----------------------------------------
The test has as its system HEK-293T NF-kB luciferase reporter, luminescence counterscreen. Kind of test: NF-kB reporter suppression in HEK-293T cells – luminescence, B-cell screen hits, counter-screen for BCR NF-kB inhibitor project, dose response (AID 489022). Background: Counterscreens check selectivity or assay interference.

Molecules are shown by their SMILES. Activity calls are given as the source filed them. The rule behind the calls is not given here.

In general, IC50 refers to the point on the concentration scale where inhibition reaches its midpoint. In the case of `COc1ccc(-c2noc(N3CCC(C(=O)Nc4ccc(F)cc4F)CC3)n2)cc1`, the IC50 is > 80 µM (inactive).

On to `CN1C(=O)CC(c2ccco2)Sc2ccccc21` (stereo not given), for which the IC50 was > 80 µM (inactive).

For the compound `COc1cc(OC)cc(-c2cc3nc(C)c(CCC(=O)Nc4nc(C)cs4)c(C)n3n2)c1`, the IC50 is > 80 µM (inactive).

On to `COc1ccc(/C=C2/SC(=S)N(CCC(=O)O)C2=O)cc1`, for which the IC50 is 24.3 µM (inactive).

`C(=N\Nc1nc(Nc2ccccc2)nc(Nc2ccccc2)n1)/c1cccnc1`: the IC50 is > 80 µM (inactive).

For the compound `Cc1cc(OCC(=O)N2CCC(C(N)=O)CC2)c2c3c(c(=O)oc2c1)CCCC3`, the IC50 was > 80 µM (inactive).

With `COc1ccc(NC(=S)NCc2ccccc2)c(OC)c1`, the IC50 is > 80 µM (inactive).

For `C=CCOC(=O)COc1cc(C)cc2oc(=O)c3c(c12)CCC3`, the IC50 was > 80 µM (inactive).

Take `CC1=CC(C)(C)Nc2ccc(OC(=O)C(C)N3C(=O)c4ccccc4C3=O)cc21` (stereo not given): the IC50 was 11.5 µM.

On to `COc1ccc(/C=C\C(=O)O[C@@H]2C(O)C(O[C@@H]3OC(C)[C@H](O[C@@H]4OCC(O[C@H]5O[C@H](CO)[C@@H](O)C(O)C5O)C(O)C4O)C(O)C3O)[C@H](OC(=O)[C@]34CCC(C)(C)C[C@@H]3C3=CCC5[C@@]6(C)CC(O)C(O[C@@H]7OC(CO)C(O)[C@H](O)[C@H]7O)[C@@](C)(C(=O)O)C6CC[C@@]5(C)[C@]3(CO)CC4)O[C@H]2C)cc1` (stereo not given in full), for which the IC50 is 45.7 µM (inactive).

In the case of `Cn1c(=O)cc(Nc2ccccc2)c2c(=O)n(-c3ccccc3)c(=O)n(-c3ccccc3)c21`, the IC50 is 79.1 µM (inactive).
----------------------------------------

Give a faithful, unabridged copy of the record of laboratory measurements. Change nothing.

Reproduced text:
The test has as its system HEK-293T NF-kB luciferase reporter, luminescence counterscreen. Kind of test: NF-kB reporter suppression in HEK-293T cells – luminescence, B-cell screen hits, counter-screen for BCR NF-kB inhibitor project, dose response (AID 489022). Background: Counterscreens check selectivity or assay interference.

Molecules are shown by their SMILES. Activity calls are given as the source filed them. The rule behind the calls is not given here.

In general, IC50 refers to the point on the concentration scale where inhibition reaches its midpoint. In the case of `COc1ccc(-c2noc(N3CCC(C(=O)Nc4ccc(F)cc4F)CC3)n2)cc1`, the IC50 is > 80 µM (inactive).

On to `CN1C(=O)CC(c2ccco2)Sc2ccccc21` (stereo not given), for which the IC50 was > 80 µM (inactive).

For the compound `COc1cc(OC)cc(-c2cc3nc(C)c(CCC(=O)Nc4nc(C)cs4)c(C)n3n2)c1`, the IC50 is > 80 µM (inactive).

On to `COc1ccc(/C=C2/SC(=S)N(CCC(=O)O)C2=O)cc1`, for which the IC50 is 24.3 µM (inactive).

`C(=N\Nc1nc(Nc2ccccc2)nc(Nc2ccccc2)n1)/c1cccnc1`: the IC50 is > 80 µM (inactive).

For the compound `Cc1cc(OCC(=O)N2CCC(C(N)=O)CC2)c2c3c(c(=O)oc2c1)CCCC3`, the IC50 was > 80 µM (inactive).

With `COc1ccc(NC(=S)NCc2ccccc2)c(OC)c1`, the IC50 is > 80 µM (inactive).

For `C=CCOC(=O)COc1cc(C)cc2oc(=O)c3c(c12)CCC3`, the IC50 was > 80 µM (inactive).

Take `CC1=CC(C)(C)Nc2ccc(OC(=O)C(C)N3C(=O)c4ccccc4C3=O)cc21` (stereo not given): the IC50 was 11.5 µM.

On to `COc1ccc(/C=C\C(=O)O[C@@H]2C(O)C(O[C@@H]3OC(C)[C@H](O[C@@H]4OCC(O[C@H]5O[C@H](CO)[C@@H](O)C(O)C5O)C(O)C4O)C(O)C3O)[C@H](OC(=O)[C@]34CCC(C)(C)C[C@@H]3C3=CCC5[C@@]6(C)CC(O)C(O[C@@H]7OC(CO)C(O)[C@H](O)[C@H]7O)[C@@](C)(C(=O)O)C6CC[C@@]5(C)[C@]3(CO)CC4)O[C@H]2C)cc1` (stereo not given in full), for which the IC50 is 45.7 µM (inactive).

In the case of `Cn1c(=O)cc(Nc2ccccc2)c2c(=O)n(-c3ccccc3)c(=O)n(-c3ccccc3)c21`, the IC50 is 79.1 µM (inactive).